Talking to your child about his birth parents may seem like an incredibly difficult task to overcome, but it really shouldn't be that hard. Hopefully your child has always known about the adoption and didn't uncover a family secret. It is completely normal for an adopted child to ask questions about who and where they came from. It's natural to want to know those things. When the time ends comes to have that talk it should be done in passing not as a sit-down event.
Adoptions all have varying amounts of skeletons. Your child could be the product of an unmarried couple or even a rape. The way you answer his questions will affect the way he handles the information. Starting from when the subject is first broached, you should give as honest of an answer as the age of the child will allow. As the child grows up and reaches different levels of maturity and understanding, you may give additional details. As for a sexual assault, the choice will be yours whether or not to disclose all of the facts.
If life has shown me anything though, in all my years it's that the truth always comes out eventually. As parents we want to protect our children from everything. This is their story though. We should teach them that despite their past or start in life, they choose what their life becomes.
However you choose to approach the conversation, it's best done over time. In an emotional situation such as adoption our minds need time to process information before we can start to see things positively. If you give your child news that is upsetting you must allow some time and space for him to deal with it in his own way. Remind him that the past is just the past and now he makes the future.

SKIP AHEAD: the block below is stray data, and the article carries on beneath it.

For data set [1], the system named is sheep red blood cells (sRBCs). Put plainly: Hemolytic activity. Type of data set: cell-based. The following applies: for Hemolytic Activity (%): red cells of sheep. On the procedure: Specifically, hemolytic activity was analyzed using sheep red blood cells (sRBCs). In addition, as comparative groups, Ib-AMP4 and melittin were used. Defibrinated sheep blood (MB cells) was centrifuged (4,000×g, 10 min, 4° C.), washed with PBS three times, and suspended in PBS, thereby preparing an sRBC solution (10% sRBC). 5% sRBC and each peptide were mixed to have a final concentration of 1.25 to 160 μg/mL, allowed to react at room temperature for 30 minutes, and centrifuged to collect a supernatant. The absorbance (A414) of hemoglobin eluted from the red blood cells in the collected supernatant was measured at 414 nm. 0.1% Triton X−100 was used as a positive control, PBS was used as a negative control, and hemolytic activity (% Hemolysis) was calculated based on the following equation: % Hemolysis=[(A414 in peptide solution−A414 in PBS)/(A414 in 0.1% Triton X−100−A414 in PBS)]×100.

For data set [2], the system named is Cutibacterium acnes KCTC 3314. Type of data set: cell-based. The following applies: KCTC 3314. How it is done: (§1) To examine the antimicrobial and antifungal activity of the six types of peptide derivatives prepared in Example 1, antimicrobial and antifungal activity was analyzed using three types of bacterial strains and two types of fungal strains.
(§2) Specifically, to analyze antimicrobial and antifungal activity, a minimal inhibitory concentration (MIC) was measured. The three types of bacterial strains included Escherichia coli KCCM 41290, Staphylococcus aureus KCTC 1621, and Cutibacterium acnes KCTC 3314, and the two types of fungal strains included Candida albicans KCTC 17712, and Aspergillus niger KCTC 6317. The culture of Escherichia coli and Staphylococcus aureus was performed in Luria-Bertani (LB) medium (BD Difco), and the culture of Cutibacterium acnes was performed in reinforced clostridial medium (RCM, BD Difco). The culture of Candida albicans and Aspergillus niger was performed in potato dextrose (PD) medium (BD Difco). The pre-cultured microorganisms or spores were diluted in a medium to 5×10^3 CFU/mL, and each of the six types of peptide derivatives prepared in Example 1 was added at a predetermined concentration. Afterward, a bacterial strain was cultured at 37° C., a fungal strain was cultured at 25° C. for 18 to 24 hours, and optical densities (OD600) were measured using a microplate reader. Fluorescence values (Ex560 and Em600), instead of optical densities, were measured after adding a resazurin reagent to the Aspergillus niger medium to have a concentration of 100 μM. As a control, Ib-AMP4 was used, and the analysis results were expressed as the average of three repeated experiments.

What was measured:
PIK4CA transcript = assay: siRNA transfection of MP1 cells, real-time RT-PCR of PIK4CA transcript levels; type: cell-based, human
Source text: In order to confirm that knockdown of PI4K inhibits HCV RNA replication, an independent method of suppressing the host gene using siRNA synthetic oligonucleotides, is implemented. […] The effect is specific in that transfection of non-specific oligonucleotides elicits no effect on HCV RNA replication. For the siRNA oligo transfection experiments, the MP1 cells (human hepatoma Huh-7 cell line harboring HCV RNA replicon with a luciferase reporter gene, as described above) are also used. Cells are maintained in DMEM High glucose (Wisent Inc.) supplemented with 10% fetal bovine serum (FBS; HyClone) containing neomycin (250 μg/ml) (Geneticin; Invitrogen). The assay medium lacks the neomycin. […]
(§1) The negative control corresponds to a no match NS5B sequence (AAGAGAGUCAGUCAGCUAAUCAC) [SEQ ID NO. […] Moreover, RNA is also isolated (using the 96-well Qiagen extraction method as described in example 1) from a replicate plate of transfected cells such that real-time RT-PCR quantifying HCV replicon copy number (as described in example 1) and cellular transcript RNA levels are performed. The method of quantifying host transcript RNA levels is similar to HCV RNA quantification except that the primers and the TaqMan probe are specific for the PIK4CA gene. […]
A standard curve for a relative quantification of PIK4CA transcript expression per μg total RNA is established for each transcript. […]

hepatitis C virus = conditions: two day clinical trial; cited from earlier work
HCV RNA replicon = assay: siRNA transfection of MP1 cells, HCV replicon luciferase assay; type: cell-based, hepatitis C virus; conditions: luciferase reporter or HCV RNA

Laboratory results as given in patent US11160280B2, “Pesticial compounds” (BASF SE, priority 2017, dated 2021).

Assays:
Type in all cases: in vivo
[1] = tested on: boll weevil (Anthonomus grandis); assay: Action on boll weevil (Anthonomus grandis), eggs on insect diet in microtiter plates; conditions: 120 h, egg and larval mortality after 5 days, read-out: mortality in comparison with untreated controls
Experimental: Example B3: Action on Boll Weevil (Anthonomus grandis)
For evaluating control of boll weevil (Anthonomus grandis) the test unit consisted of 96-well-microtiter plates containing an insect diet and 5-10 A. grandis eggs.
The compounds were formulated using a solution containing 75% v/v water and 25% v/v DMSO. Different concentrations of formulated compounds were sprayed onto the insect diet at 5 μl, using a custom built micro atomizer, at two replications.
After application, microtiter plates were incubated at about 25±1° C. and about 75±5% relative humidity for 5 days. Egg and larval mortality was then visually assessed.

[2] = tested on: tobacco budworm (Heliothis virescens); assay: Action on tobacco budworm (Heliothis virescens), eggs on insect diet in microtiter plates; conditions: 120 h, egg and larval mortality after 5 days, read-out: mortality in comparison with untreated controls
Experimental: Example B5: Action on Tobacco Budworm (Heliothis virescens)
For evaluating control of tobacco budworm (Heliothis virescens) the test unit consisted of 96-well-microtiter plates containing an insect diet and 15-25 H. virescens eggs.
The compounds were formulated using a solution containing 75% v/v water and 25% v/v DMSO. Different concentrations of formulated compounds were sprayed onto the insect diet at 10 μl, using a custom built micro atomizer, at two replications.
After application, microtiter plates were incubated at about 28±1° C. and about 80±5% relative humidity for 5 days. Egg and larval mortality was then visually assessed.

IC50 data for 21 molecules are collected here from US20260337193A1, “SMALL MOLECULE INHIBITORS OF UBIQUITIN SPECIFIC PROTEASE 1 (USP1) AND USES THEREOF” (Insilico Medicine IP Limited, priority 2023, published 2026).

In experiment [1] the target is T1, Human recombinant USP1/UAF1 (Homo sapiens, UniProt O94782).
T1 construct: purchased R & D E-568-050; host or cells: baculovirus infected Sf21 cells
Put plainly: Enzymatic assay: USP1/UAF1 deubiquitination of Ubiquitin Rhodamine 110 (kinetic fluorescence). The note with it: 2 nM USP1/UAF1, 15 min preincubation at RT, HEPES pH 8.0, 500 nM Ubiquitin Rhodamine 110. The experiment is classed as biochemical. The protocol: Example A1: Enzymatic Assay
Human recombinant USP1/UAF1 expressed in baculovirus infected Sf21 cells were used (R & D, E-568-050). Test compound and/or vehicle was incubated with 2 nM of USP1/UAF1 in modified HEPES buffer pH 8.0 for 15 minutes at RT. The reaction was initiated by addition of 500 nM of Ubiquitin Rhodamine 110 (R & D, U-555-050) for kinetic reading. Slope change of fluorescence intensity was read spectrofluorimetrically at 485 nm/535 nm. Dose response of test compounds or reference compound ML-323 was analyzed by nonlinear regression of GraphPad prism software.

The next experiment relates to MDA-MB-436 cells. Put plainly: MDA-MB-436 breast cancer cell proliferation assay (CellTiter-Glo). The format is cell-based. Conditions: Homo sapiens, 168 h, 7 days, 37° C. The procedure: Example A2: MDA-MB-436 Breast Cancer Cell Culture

This question is one of the reasons why I love having an
open adoption so much. We have a very open adoption with our son’s birthmom,
allowing for an open dialog about his birth parents. We know a lot about his
birth mom and unfortunately, nothing about his birth dad. So when the time
comes, and he understands better, we will tell him his story. For more information about open adoptions,
check out openadoptions.com.
We have already talked to him about being adopted, but of
course, he is too young at this point to know what that really means. Other
than he knows he did not grow in my belly but in that of another. But in each
stage of life, we will tell it to him differently. He is not going to
understand the concept of a “one night stand” at this point in his life. But at
some point, he will.
I also see no harm in telling our son the truth. Not every
child was created in a beautiful situation, and especially in adoptions. But I
feel they deserve to know the truth of how they were created. We will also tell
him, he simply was created to be ours. For more tips/help on adoption, check out Adoptionmagazines.com.